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Blown Away

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I recently had the pleasant opportunity to enjoy James L. Haley’s A DARKER SEA: MASTER COMMANDANT PUTNAM AND THE WAR OF 1812, the sequel to THE SHORES OF TRIPOLI. While I have not had the pleasure of reading his first work, the second is a fine place to enter into the story of our hero, Bliven Putnam. Haley does a wonderful job of engaging the reader with an overarching historically factual narrative while writing realistic characters. The individuals are generally fictional, with the inclusion of historical figures you might recognize from history textbooks. When placed in tricky situations, however, they muddle through with a determination to confront their challenges, many of which the U.S. actually faced in the War of 1812.

Through A DARKER SEA, the struggle for self-determination plays out at the individual level as well as on a grander stage between nations. The multitude of lethal challenges faced by the characters reflects the dire straits which the merchant shipping of the United States what put into once the protection of the fearsome British Royal Navy was withdrawn. More than withdrawn, the might of King George’s naval armada in the Atlantic was directed in part towards the impressment, or maritime conscription, of American merchant sailors to support Britain’s navy in its war with France. With an increase in hostilities and the British attack on the U.S.S. Chesapeake, President James Madison sets about fighting a war which he strove to avoid. Our characters are inextricably drawn into this conflict, from which they might yet snatch victory.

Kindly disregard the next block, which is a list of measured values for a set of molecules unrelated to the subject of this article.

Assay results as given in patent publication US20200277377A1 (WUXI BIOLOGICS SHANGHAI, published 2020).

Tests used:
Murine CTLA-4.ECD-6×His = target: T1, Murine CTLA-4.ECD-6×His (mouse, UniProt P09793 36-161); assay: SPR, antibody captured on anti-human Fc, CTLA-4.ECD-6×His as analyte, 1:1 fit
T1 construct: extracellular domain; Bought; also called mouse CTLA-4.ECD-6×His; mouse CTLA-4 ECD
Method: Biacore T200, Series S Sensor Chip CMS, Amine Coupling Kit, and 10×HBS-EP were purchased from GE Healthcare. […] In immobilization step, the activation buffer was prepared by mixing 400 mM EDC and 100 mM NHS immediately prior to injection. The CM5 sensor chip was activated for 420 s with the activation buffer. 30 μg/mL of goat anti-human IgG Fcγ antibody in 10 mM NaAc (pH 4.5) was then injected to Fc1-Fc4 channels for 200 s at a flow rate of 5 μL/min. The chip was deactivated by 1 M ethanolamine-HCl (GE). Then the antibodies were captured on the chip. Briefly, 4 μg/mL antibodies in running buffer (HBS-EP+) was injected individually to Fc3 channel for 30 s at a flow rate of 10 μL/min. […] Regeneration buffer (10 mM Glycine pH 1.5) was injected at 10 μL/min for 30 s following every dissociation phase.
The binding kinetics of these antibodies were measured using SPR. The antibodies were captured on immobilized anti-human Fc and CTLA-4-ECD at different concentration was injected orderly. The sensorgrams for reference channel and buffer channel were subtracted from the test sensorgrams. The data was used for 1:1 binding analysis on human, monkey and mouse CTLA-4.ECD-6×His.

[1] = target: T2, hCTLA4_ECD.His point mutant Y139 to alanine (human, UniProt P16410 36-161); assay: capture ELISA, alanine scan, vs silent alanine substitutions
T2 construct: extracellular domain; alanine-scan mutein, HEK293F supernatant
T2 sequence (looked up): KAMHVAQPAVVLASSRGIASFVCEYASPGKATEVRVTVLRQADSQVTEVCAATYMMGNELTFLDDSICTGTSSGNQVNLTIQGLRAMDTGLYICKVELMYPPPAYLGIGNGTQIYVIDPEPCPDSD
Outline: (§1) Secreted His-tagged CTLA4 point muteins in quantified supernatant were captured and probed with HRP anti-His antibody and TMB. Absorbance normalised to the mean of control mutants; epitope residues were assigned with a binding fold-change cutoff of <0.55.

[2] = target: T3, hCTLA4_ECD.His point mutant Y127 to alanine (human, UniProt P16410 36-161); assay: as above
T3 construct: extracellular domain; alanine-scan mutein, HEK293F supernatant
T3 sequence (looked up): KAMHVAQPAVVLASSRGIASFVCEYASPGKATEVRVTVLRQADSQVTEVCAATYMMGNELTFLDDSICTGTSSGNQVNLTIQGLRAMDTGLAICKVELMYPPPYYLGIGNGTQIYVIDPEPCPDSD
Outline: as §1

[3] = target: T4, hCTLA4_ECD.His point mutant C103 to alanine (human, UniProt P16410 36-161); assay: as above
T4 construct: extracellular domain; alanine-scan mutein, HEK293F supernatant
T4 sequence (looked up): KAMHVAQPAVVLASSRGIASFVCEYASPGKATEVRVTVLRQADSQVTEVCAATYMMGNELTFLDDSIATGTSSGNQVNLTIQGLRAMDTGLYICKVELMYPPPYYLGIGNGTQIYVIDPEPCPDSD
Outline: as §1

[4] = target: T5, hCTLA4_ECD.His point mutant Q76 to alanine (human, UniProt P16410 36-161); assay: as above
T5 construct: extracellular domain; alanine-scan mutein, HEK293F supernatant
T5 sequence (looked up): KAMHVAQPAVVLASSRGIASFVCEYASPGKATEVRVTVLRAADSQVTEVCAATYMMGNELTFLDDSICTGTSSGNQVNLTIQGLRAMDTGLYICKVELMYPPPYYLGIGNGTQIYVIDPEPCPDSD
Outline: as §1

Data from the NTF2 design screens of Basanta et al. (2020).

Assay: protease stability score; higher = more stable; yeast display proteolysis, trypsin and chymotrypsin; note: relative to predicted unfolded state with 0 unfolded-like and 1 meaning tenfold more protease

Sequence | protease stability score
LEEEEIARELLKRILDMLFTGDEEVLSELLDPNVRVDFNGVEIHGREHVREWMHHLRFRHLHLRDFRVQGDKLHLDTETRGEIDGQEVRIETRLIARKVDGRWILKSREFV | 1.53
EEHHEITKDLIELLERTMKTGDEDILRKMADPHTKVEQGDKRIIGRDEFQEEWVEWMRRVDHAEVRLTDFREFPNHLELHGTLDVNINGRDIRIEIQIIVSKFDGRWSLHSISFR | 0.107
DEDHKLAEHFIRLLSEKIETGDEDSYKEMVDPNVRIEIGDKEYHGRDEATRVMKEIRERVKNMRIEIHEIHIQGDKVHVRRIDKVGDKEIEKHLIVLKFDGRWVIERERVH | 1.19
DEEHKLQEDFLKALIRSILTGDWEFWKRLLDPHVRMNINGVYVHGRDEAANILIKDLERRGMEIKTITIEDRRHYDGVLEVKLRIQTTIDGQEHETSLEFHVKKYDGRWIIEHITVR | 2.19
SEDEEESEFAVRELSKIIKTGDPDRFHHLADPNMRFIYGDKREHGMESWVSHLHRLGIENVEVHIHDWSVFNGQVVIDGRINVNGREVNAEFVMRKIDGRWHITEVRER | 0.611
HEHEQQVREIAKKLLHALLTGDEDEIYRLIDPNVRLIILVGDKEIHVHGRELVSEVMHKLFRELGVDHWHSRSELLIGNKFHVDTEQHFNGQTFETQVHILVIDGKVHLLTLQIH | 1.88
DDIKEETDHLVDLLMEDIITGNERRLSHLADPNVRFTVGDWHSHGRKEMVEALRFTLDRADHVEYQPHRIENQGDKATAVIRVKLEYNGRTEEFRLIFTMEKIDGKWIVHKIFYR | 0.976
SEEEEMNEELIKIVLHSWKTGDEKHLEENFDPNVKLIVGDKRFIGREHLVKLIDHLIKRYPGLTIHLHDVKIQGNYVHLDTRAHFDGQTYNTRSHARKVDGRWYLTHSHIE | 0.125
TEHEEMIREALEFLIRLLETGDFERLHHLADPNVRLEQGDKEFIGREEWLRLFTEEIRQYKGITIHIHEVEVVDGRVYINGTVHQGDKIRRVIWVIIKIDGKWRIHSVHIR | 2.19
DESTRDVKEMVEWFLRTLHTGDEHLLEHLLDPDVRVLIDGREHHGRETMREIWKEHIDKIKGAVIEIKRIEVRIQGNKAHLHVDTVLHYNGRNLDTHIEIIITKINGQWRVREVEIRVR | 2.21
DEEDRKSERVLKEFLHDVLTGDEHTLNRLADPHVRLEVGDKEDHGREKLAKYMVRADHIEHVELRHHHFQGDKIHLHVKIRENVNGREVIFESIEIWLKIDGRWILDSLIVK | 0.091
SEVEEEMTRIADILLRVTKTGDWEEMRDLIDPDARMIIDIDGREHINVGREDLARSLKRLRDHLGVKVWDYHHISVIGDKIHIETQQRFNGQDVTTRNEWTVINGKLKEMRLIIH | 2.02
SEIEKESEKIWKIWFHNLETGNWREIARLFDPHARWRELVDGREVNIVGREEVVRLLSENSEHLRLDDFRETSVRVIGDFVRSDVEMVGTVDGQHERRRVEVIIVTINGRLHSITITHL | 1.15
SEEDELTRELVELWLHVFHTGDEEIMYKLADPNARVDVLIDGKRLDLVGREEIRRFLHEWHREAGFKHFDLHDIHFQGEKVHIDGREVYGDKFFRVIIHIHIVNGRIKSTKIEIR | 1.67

Haley writes in an evocative manner, sparing no detail. His simple prose and direct writing style allows the full impact of the book to cleverly weave its way into your heart, like a rapier in the hand of a duelist. The gripping action scenes are written with an eye towards the men and women involved, filling out characterization while advancing the plot hand in hand. While historical fiction always runs the risk of misrepresenting the course of events or losing the greater picture in the minutiae of the plot, the author manages to balance the two with aplomb. I particularly enjoyed appreciated the complexity of the strong female figures in A DARKER SEA. No shrinking violets here!

This book will join those of Horatio Hornblower and Richard Sharpe in the annals of fantastic historical fiction.